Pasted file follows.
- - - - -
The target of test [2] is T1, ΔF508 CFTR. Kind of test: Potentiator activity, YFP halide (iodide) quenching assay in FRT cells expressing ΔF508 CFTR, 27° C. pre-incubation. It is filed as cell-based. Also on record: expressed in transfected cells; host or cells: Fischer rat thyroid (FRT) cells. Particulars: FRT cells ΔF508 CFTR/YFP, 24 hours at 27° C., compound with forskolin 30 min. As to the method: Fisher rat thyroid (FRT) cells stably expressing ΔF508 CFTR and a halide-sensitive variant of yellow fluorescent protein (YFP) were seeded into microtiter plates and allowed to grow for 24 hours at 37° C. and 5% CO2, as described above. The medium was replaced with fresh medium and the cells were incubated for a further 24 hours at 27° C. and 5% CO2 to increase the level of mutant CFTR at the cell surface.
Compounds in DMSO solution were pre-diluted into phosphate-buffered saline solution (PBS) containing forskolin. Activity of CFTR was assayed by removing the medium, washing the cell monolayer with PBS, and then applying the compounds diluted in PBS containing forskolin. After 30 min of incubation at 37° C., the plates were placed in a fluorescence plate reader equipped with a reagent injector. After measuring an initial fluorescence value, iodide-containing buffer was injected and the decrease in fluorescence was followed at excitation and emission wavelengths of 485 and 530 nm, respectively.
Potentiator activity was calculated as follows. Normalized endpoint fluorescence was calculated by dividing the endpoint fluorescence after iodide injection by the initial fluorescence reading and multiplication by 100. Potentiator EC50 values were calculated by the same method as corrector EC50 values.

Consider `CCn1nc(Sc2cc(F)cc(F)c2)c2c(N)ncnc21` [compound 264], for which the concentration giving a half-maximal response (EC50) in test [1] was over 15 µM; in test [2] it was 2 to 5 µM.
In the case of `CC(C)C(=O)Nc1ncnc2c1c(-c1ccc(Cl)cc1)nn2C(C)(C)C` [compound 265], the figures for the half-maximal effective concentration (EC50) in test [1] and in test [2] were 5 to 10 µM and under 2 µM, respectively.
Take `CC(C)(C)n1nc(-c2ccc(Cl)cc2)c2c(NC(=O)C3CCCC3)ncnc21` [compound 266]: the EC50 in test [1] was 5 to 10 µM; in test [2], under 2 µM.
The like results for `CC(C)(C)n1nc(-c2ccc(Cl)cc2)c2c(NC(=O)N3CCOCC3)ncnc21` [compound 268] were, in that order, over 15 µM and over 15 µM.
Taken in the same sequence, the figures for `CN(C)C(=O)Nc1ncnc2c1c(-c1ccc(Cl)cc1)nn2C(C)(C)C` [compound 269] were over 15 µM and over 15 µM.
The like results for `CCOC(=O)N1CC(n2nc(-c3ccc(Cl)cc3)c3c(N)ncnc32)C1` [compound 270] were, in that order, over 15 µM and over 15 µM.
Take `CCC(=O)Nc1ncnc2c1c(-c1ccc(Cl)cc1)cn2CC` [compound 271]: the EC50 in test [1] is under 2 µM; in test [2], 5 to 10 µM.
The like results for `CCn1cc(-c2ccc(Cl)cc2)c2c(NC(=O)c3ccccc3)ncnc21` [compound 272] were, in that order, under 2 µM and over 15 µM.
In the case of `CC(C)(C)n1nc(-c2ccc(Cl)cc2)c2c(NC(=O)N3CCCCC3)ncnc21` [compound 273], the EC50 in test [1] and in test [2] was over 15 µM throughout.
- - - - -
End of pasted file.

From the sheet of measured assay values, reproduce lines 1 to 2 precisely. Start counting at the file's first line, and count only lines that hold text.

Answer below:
The target of test [2] is T1, ΔF508 CFTR. Kind of test: Potentiator activity, YFP halide (iodide) quenching assay in FRT cells expressing ΔF508 CFTR, 27° C. pre-incubation. It is filed as cell-based. Also on record: expressed in transfected cells; host or cells: Fischer rat thyroid (FRT) cells. Particulars: FRT cells ΔF508 CFTR/YFP, 24 hours at 27° C., compound with forskolin 30 min. As to the method: Fisher rat thyroid (FRT) cells stably expressing ΔF508 CFTR and a halide-sensitive variant of yellow fluorescent protein (YFP) were seeded into microtiter plates and allowed to grow for 24 hours at 37° C. and 5% CO2, as described above. The medium was replaced with fresh medium and the cells were incubated for a further 24 hours at 27° C. and 5% CO2 to increase the level of mutant CFTR at the cell surface.
Compounds in DMSO solution were pre-diluted into phosphate-buffered saline solution (PBS) containing forskolin. Activity of CFTR was assayed by removing the medium, washing the cell monolayer with PBS, and then applying the compounds diluted in PBS containing forskolin. After 30 min of incubation at 37° C., the plates were placed in a fluorescence plate reader equipped with a reagent injector. After measuring an initial fluorescence value, iodide-containing buffer was injected and the decrease in fluorescence was followed at excitation and emission wavelengths of 485 and 530 nm, respectively.